Fortunately in Australia it is rare for applications to be filed in bad faith for the purposes of usurping a valuable overseas brand. Most disputes arise from adoption of similar marks by multiple parties.  The usual strategies for brand protection should be employed: i.e., registering early (claiming convention priority where possible from foreign applications), obtaining clearance searches prior to commencing use, and monitoring whether applications have been filed by other parties for key marks (or confusingly similar marks). Local distributors should also be tasked with watching the market and reporting any potential infringements early.

3.   What is required for a company to be eligible to file a trademark opposition in Australia? 

There is no standing requirement to file a trademark opposition in Australia or to commence a non-use removal proceeding.  It is much easier and more cost effective to prevent registration of a conflicting trade mark during the opposition period, compared to challenging the mark post-registration. However, the  Australia trademark opposition period is very short (2 months), and extensions are difficult to obtain.  Opponents who neither reside or carry on a business in Australia can be requested to pay security for costs at the commencement of opposition proceedings. If security is not paid, the Registrar has discretion to dismiss the opposition.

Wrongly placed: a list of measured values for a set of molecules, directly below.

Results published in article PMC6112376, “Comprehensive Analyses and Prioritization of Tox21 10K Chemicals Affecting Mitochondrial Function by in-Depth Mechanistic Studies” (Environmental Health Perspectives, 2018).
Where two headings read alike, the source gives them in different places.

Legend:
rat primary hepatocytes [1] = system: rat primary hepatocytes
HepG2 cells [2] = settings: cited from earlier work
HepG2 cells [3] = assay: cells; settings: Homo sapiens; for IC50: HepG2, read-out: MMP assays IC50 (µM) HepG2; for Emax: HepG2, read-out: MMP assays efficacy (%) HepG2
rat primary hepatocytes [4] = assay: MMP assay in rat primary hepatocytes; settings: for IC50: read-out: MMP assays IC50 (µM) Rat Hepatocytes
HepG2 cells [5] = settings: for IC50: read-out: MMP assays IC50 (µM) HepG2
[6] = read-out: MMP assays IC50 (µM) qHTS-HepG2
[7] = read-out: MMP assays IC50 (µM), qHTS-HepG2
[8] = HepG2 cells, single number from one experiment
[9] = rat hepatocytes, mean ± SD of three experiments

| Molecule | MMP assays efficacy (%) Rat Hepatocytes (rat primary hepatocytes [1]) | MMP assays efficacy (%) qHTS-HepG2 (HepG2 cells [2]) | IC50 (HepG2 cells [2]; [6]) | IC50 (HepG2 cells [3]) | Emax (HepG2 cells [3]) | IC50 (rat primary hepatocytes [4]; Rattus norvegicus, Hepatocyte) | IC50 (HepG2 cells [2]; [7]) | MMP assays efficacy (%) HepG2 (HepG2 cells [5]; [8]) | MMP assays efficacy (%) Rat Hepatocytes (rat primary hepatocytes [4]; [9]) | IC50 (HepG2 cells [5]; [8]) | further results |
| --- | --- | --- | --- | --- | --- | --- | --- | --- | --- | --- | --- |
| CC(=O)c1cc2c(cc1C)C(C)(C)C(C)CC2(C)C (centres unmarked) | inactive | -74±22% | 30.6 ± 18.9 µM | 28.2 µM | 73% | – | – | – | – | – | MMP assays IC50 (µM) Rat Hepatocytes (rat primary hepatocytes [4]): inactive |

4.   What are some risks to companies who decide not to file a trademark opposition?